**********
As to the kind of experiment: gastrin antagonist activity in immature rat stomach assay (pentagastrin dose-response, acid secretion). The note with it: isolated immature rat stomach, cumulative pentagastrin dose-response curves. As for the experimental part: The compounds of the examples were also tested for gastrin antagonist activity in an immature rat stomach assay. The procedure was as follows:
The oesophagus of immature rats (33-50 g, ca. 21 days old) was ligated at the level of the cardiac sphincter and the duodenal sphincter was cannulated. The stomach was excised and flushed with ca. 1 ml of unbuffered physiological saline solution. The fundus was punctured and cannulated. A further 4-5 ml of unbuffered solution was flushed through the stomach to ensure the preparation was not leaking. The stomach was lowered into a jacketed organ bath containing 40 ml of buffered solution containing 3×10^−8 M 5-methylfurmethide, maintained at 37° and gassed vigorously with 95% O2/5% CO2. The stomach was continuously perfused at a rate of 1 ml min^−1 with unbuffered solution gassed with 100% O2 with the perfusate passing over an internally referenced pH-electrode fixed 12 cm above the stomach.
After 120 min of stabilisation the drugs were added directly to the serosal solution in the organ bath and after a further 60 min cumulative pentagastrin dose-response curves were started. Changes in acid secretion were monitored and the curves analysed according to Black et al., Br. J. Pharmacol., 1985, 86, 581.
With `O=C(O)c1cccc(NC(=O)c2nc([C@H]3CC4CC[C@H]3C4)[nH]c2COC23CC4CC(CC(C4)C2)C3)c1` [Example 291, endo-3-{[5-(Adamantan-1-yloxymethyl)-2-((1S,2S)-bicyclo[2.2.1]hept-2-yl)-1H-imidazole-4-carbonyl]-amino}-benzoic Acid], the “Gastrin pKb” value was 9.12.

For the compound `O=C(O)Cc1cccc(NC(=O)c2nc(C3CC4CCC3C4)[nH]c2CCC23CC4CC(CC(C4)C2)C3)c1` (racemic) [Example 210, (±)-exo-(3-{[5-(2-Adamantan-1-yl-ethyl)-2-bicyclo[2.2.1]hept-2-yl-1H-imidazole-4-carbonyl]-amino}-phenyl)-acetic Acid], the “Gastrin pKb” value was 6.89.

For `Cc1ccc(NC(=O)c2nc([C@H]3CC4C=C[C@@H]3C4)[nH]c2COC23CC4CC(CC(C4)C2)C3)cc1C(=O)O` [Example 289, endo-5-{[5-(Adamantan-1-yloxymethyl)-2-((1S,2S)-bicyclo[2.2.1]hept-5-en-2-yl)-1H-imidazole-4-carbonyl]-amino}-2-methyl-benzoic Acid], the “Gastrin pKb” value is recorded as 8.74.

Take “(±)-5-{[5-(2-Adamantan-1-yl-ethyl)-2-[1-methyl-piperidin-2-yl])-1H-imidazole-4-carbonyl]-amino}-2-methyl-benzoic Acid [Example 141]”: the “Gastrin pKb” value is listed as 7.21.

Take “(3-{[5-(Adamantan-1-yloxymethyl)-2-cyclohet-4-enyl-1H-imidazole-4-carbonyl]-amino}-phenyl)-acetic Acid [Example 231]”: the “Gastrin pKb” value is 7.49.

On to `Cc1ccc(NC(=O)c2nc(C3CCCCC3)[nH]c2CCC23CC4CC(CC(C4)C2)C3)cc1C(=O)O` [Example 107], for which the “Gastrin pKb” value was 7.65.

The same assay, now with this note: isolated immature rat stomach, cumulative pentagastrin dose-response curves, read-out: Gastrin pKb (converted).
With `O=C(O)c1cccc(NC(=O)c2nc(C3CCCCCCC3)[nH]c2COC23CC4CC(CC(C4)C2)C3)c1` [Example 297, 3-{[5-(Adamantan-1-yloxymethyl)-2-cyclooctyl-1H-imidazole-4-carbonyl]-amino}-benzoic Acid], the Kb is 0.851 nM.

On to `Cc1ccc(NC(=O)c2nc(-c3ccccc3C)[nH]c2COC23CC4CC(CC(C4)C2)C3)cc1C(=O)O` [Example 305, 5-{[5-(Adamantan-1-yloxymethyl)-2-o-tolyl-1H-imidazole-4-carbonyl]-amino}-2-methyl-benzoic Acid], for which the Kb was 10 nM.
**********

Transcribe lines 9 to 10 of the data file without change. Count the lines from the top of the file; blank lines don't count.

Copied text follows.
On to `Cc1ccc(NC(=O)c2nc(C3CCCCC3)[nH]c2CCC23CC4CC(CC(C4)C2)C3)cc1C(=O)O` [Example 107], for which the “Gastrin pKb” value was 7.65.

The same assay, now with this note: isolated immature rat stomach, cumulative pentagastrin dose-response curves, read-out: Gastrin pKb (converted).